Introducing the Envelopes system to manage your entire financial life

The Envelopes system long existed (my grandmother was already using it) but it was Dave Ramsey who popularised it. It works on a very simple concept: every dollar you have must serve a purpose. Let me explain how this can help you manage your finances (without the need of a financial advisor, of course).

How does the Envelope system work?

Every dollar you have must have a purpose. Take your money and put them into separate envelopes, with each envelope serving their own purpose, say groceries. How much money you put into each envelope depends on how much money you budget for that category of expense.

When you need the money, say for grocery shopping, take it out from that specific envelope, and spend it. If you find that you run out of money, find other ways to survive.

But if you find yourself in this scenario too often, your budget might be too restrictive and you might need to channel some money over from an underspending account.

The trick to managing your financial life and not simply your budget

Have envelopes for your goals, savings, and investments, and do not restrict yourself to just spending on necessities and entertainment. Remember, every dollar has a purpose. You should create goals and budget a monthly savings towards each goal.

For instance, you can save up for a vacation, for a new laptop, or even a new car. Similarly, do it for your investments as well. Set aside a fixed amount of money to go into your "investments" envelope, and use this money to invest.

Over time, the amount of money you have in your "goals" envelopes will grow and you will be able to achieve your goals easily. This is also true for your "investments" envelope, whereby you will see your investments grow and grow over time.

You can read this post about how to invest: the simplest (and probably most proper) way to passive investing.

Handling one-time income or expenses

One-time income, such as bonuses or dividends from your investments, are a good thing. You can simply choose to increase your budget to some of your favourite activities, and put the money into your "movies", "football", or "shopping" envelopes.

Or, you can also be frugal, and put them into your "vacation" or "new laptop" envelopes and reach your goals even earlier. Lastly, you can also put them into your "investments" envelope and let it compound over time.

On the other hand, one-time expenses might pose a problem. The solution to this is to have an "emergency funds" envelope. This can be around 3 to 6 months of expenses, and pay off the expenses from this envelope. Whenever this envelope loses money, top it back up before you allocate money to your "goals" or "investments" envelope.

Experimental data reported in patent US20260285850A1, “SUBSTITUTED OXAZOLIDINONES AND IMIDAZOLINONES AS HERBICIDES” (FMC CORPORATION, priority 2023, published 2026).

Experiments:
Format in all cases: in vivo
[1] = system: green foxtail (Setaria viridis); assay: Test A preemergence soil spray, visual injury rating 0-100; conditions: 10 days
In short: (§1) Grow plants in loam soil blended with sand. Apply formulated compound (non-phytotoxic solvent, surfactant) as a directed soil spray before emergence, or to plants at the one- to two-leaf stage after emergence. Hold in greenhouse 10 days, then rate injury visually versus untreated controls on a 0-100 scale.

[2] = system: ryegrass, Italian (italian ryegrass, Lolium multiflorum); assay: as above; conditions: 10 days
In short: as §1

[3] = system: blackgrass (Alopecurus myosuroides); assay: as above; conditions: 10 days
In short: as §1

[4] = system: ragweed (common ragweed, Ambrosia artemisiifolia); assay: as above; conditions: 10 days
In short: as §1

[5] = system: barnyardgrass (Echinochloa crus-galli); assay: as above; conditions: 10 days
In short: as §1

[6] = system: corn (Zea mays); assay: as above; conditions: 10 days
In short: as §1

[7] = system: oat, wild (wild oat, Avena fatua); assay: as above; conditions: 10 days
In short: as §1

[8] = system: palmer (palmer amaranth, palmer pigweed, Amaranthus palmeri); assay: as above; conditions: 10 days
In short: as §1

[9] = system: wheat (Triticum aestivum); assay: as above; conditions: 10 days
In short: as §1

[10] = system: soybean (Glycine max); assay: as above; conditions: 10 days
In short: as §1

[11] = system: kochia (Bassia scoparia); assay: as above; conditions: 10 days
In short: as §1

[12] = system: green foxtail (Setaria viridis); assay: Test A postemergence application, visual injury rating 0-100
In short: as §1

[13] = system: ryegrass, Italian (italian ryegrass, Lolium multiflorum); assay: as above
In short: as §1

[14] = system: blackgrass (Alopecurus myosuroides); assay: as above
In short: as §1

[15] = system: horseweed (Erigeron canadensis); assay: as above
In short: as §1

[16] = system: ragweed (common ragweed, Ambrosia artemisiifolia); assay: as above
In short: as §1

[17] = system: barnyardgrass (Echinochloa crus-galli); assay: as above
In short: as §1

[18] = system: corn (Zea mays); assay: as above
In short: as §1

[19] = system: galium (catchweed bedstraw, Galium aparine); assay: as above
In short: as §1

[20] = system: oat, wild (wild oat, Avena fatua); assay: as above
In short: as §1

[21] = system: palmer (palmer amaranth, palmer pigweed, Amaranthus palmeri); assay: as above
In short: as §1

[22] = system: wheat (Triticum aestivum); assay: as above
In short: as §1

A case study on an average Singaporean

Consider an average Singaporean, Joe. Aged 25, he has a job, earning $3,000 a month, with take home pay of $2,400 and CPF contribution of $1,110. We can assume that he pays for his house using his CPF.

Let's see how the Envelopes system can help Joe. We find that Joe has a dream to travelling to Europe, and he wants to do it in 5 years' time. Joe found out it would cost at least $25,000, which means that he needs to save $417 each month.

Joe budgets $400 for food expenses, $100 for telecommunications, $100 for medical expenses, $150 for transportation, and $300 for miscellaneous expenses. This totals $1,050 each month.

With this, Joe has $933 each month leftover. Since each dollar must have a purpose, Joe decides to put all $933 into his "investment" envelope.

If Joe does passive investing, he can expect to achieve a 5% real rate of return on his investments annually, giving him an expected nest egg of $744,115 by age 55 (in today's terms). Assuming a withdrawal rate of 3%, he receives an monthly income of $1,860 from his investments (in today's terms).

Since this is higher than his monthly expenses now, he can retire comfortably. Of course, this does not include the increases in medical expenses as Joe ages over the years, but it gives an illustration of how the Envelopes system can help Joe manage his financial life.

Conclusion and some stylised rules-of-thumbs for effective financial planning

The Envelopes method give an easy way to manage your own money, and gives a clearer snapshot of how much money you need and have at each point of your life.

It is prudent to spend less than half of your take home pay on monthly expenses, and allocate around 25% of your take home pay to your investment account.

There are many applications out there which can help you with this Envelopes system so that you do not have to resort to withdrawing out all your cash and put them into envelopes.

I'm also trying to write an Android program that simplifies this Envelopes system as I feel that the solutions out there are too cumbersome with excessive features. Do look out for it as I will update you again!
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